By Hadley Stewart | @wordsbyhadley


We’re being asked to stay home and adapt to a new normality. The coronavirus pandemic is changing the way we work, the way we shop, and even the way we date. It’s not just our jobs and supply of loo roll that are on the line today- even the thought of going out on dates is being furloughed. If we were living through the Spanish Flu pandemic of the early 1900s we’d all be penning love letters to our beaus; thankfully quills have been relegated, giving way to the likes of Zoom, FaceTime, House Party. 

FIRST TIME ON FACETIME

Jamie from London started dating a guy at the start of the lockdown. The pair had been chatting on Tinder, and when they realised the lockdown meant they’d be unable to go on a date for a while, they opted for FaceTime. “FaceTime with a drink in hand to replicate some sort of normality,” Jamie adds. They now chat once a week over FaceTime, trying to recreate the feeling of going out. “We keep it pretty basic when it comes to video dates,” he explains. “I know friends of mine have done dinner parties and watch parties, but that’s not really something that appeals to me. We tend to stick to the good old fashioned drink and chats. Luckily we are both really chatty, or it could get awkward pretty quick!”

It’s not the same as going out on a date in a bar, admits Jamie, but he says he’s open to this new way of dating. “It is really different and I definitely embraced the novelty of it all,” he says. “Then I spoke to a friend of mine about it, and she was totally fascinated, which made me think about it further. In some ways I really love it!” He also feels that the pressure he felt when going out on dates has been lifted. “You know you’re not stuck in a bar with someone having to wait out what would be considered a normal bout of time should the date be bad. There’s no pressure to get physical and it really puts a focus on the conversation which is key. That being said, being 4 weeks on a bit of physical contact wouldn’t go amiss.”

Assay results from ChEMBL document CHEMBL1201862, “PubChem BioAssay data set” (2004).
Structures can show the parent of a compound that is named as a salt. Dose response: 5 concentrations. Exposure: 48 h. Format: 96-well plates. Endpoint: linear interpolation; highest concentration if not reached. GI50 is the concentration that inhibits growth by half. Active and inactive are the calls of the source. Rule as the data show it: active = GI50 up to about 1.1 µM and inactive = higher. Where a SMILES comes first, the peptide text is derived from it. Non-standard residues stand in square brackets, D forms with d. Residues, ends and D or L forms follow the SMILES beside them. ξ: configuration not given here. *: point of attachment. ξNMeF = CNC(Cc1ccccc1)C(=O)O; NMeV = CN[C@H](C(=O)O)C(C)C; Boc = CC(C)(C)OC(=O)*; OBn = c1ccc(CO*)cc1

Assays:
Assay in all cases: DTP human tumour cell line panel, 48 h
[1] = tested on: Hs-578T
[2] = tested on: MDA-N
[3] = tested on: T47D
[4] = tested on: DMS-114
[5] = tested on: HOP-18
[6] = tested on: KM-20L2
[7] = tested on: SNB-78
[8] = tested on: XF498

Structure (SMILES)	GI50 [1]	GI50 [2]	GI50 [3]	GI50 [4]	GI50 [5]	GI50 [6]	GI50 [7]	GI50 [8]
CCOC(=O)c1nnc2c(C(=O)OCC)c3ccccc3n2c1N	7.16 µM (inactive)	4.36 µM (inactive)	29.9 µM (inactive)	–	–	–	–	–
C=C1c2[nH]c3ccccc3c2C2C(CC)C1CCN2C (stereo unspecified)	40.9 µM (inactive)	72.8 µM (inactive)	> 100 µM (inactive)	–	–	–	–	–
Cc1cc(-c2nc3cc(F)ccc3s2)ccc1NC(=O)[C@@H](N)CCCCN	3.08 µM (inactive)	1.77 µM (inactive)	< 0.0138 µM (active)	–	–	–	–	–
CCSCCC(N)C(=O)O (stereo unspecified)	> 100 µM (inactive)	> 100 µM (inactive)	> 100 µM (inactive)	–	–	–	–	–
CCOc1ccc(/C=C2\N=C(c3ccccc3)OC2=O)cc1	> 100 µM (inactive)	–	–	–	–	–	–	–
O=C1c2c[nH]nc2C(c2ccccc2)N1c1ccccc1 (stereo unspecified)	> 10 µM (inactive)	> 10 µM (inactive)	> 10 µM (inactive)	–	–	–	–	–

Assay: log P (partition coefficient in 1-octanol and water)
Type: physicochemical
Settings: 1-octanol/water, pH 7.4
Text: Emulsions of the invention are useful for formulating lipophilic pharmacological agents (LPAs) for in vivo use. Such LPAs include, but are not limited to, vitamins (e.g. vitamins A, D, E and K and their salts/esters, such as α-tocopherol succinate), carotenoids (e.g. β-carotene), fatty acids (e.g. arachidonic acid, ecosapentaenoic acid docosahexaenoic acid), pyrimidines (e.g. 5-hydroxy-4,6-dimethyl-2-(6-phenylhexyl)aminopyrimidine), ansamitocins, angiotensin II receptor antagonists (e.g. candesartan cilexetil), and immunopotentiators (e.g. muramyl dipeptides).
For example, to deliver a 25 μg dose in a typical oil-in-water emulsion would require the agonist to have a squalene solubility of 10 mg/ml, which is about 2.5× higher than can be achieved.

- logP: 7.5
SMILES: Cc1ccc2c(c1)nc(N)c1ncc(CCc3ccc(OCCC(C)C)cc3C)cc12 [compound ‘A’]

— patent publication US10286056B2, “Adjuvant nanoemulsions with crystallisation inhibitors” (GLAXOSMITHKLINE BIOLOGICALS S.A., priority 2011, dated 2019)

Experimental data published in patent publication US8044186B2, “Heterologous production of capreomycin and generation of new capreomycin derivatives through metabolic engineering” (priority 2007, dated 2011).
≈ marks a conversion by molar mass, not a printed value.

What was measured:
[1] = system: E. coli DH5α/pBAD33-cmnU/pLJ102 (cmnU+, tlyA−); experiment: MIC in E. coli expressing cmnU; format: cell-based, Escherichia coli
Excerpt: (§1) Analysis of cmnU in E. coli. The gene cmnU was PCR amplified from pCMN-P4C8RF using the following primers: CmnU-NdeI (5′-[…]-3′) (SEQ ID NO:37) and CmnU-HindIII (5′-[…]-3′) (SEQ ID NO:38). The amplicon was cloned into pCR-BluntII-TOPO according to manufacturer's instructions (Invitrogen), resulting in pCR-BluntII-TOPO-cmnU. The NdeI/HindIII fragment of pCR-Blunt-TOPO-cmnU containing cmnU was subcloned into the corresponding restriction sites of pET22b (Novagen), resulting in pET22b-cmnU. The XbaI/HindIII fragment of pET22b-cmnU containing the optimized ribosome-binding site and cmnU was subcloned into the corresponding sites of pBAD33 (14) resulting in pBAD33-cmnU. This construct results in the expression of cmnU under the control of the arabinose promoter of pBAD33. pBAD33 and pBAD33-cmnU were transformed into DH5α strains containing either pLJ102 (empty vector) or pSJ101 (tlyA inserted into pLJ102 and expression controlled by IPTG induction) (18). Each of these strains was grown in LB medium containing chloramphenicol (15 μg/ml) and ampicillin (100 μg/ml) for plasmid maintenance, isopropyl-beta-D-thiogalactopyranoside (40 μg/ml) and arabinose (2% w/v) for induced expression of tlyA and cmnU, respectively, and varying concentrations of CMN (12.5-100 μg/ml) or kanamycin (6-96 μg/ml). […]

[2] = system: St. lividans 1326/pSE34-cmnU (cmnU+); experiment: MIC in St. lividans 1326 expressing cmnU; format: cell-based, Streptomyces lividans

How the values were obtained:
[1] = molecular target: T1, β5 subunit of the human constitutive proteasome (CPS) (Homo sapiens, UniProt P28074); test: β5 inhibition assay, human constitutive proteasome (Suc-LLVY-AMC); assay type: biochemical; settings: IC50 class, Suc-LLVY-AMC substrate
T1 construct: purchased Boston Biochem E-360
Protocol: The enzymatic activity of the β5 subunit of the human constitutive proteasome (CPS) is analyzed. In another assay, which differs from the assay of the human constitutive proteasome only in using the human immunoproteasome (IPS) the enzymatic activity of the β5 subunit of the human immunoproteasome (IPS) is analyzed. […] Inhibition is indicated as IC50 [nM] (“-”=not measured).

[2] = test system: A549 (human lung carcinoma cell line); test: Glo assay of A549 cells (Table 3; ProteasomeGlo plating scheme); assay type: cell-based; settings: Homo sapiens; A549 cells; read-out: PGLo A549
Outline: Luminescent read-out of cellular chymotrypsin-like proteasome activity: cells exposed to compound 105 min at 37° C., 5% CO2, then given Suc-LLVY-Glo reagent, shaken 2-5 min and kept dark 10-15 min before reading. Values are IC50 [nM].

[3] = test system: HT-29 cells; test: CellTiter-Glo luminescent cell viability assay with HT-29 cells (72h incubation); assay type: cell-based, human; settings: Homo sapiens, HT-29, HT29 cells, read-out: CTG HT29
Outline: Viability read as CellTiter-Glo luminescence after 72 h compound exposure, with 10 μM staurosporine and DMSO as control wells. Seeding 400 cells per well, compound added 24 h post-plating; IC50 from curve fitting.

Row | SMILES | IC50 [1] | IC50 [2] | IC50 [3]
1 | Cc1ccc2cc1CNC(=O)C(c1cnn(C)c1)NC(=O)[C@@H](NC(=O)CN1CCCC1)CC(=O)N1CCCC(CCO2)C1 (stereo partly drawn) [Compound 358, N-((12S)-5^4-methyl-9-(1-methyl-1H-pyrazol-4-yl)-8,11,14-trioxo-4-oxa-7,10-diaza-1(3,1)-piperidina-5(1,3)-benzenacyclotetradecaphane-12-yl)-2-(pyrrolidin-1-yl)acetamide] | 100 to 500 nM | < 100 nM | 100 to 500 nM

What’s he looking forward to once the lockdown is over? “I’m really excited!” he beams. “I’m really interested in what a real date will be like. Will the first “real” date feel like an eighth date or will it feel like you’re back at date number one? I suppose it could feel a bit like dating someone that you’ve known as a friend.”

BAD TIMING

Spencer from Manchester was chatting to a guy on Instagram for a while, and finally decided to meet up with him. They hung out and got on well, then 2 days later the lockdown came into force. “I thought this is just typical,” jokes Spencer. They too live far away from each other – Spencer in Manchester, and his beau in Shropshire - buy the lockdown might have nudged them a little closer, thanks to FaceTime. “Before this, he said that he hated FaceTime and that it wasn’t his thing, but I love it, I spend my days calling people all the time and pestering them, just to have a chat,” he explains. “I said to him that if this is going to work you’re going to have to get yourself on FaceTime, and he kind of hesitated for a while, and now we have our 8pm FaceTime sessions.”